There’s a new picture book on bookstore and library shelves, and as Mary Poppins would say, “it’s practically perfect.” A Fire Truck Named Red by Randall de Seve and illustrated by Bob Staake is about a red toy truck, but it’s also a warm and nostalgic story about family and memories.
Rowan, the little boy at the center, is hoping for a shiny new fire truck for his birthday. Instead, he gets Red, a rather tired-looking truck from his grandfather’s childhood. Rowan’s grandfather assures his clearly disappointed grandson that he will repair the truck, but as the truck gets a makeover, the grandfather tells Rowan about the imaginary adventures he shared with Red. At first, Rowan only pretends to be interested because “he knew how to be polite.”
As the grandfather talks, his memories are portrayed in sepia tones and look like they’re being projected on a movie screen above them. Hard to explain, but it looks like this:
Rowan, of course, begins to get caught up in the stories – until he’s quite literally part of them. A Fire Truck Named Red is a wonderful intergenerational story that belongs on every truck lover’s shelf.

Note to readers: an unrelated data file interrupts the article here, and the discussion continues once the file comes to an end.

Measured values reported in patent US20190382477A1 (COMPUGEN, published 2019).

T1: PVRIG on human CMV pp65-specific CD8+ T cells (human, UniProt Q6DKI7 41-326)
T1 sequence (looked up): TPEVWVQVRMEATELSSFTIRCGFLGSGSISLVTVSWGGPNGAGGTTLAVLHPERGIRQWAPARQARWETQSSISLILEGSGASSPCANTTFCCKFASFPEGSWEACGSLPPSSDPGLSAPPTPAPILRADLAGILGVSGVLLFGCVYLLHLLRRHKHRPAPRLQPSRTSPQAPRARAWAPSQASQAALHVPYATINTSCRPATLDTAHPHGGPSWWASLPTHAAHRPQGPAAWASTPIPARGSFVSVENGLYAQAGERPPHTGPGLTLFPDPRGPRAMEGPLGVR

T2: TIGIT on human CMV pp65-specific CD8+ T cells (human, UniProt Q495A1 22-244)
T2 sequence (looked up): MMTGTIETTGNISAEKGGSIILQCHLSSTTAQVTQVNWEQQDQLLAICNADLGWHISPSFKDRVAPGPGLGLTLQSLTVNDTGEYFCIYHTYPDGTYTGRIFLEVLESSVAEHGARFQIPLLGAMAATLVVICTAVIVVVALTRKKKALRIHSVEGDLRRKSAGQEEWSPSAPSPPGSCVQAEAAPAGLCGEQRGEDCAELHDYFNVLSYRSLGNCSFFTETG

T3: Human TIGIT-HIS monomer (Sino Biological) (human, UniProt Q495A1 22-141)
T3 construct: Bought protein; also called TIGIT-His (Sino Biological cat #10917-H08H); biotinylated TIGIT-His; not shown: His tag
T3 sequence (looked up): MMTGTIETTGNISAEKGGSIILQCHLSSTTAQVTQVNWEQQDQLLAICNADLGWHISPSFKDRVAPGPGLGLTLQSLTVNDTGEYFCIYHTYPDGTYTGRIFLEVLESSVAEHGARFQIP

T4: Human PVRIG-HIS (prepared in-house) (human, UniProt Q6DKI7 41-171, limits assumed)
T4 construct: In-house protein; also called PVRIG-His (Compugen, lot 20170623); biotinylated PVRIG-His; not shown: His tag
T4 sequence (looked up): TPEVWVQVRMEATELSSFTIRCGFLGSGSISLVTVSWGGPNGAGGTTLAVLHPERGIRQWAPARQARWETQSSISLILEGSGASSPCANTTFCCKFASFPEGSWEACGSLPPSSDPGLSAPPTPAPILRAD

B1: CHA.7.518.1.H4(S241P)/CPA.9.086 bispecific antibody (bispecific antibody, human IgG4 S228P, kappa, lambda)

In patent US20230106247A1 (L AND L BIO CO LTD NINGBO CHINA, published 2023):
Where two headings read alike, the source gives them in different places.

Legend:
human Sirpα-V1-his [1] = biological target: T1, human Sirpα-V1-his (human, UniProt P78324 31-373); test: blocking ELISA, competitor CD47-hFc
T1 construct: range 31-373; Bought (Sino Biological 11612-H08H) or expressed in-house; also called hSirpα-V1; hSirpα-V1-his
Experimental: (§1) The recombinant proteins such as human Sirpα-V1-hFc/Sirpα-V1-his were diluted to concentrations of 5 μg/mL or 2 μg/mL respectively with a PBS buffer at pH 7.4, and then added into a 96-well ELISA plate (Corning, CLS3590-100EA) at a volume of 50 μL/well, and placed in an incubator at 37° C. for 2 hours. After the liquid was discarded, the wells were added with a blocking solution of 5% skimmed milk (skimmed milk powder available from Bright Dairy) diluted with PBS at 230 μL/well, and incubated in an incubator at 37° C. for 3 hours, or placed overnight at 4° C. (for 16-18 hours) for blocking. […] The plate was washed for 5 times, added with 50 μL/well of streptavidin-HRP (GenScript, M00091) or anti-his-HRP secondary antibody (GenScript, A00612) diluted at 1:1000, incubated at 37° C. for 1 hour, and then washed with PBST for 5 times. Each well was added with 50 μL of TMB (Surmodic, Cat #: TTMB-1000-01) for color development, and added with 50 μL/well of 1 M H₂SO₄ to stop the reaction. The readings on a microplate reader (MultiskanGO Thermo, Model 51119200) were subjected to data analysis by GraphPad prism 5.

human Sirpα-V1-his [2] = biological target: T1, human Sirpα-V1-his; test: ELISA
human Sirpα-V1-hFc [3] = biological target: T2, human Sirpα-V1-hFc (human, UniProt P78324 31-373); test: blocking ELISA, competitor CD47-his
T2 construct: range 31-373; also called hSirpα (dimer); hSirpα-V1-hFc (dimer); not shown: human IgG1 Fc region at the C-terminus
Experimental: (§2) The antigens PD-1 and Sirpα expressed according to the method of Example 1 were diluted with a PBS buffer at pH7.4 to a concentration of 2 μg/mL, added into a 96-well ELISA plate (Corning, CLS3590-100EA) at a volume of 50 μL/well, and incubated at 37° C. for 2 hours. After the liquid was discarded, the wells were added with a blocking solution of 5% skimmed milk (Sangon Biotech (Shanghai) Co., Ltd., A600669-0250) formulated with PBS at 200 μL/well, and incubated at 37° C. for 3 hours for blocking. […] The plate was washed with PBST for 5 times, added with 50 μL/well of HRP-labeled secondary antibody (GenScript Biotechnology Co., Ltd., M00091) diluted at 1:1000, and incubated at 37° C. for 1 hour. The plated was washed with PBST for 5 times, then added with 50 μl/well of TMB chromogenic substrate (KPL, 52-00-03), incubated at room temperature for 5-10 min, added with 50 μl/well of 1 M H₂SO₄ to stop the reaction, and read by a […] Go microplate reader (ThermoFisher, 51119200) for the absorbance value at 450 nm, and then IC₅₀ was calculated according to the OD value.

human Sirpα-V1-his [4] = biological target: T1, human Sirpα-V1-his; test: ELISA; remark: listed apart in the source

Two pictures of book covers….
I was in Barnes and Noble last week and these three books were on display:
Clearly, other WWII-based novels are hoping to repeat the success of Anthony Doerr’s All the Light We Cannot See. The Nightingale continues to be a bestseller. I wonder if the “blue and black magic” will continue for Chris Cleave’s new novel, Everyone Brave is Forgiven.
Walking around a different bookstore yesterday, I looked down to see that I was holding these three books:
I was looking for a gift, but something was pulling me towards red – rather than blue and black!
Today’s picture of Inly’s new library is the first I’ve taken from inside. It’s hard to imagine I’ll soon be looking at this view every day —
Finally, this student made himself a fort-like reading nook. Looking around the corner, I saw his cozy structure —